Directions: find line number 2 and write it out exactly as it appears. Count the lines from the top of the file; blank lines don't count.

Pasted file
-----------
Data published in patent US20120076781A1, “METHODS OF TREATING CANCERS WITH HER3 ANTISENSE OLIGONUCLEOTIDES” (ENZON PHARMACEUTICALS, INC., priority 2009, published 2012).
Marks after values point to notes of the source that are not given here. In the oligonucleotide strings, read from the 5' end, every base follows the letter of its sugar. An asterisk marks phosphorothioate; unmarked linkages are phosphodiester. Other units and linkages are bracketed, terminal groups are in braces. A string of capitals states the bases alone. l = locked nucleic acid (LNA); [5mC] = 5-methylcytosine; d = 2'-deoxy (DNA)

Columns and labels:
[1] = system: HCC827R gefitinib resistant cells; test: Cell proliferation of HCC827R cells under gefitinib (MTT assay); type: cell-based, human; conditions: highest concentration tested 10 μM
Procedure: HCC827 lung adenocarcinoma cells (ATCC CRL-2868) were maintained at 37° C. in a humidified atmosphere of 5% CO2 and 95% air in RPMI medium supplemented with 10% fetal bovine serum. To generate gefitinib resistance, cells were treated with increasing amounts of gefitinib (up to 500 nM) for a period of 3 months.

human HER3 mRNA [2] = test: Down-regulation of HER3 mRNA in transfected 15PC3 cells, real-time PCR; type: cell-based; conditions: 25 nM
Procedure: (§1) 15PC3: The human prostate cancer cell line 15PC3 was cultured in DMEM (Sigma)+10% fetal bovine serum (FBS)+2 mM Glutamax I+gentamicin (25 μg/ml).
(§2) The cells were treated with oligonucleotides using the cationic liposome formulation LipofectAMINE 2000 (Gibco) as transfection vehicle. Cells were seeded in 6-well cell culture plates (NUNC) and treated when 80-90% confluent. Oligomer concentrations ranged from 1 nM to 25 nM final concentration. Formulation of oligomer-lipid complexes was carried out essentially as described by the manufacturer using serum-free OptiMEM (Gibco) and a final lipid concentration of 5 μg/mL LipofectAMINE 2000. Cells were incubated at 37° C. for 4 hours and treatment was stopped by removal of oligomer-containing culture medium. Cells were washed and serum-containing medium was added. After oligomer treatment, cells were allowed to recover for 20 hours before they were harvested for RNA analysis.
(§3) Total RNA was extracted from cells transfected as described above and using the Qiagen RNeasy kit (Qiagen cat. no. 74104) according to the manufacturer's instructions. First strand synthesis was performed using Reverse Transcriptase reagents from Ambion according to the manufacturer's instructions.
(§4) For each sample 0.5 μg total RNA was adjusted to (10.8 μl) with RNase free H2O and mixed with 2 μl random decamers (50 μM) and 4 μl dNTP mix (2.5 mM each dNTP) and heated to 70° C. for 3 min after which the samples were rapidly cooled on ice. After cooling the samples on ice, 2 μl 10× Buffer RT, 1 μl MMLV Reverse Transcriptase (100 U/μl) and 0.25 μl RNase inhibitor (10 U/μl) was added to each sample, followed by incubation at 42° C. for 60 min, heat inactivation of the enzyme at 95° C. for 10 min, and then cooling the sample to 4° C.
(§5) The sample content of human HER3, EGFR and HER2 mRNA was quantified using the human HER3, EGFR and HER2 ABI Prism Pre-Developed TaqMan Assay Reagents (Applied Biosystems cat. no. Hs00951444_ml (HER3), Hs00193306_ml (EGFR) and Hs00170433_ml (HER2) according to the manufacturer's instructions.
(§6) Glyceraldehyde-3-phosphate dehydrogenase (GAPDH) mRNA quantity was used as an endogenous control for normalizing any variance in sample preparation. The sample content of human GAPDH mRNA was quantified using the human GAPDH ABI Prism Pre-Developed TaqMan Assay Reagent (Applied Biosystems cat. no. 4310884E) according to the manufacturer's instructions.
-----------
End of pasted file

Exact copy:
Marks after values point to notes of the source that are not given here. In the oligonucleotide strings, read from the 5' end, every base follows the letter of its sugar. An asterisk marks phosphorothioate; unmarked linkages are phosphodiester. Other units and linkages are bracketed, terminal groups are in braces. A string of capitals states the bases alone. l = locked nucleic acid (LNA); [5mC] = 5-methylcytosine; d = 2'-deoxy (DNA)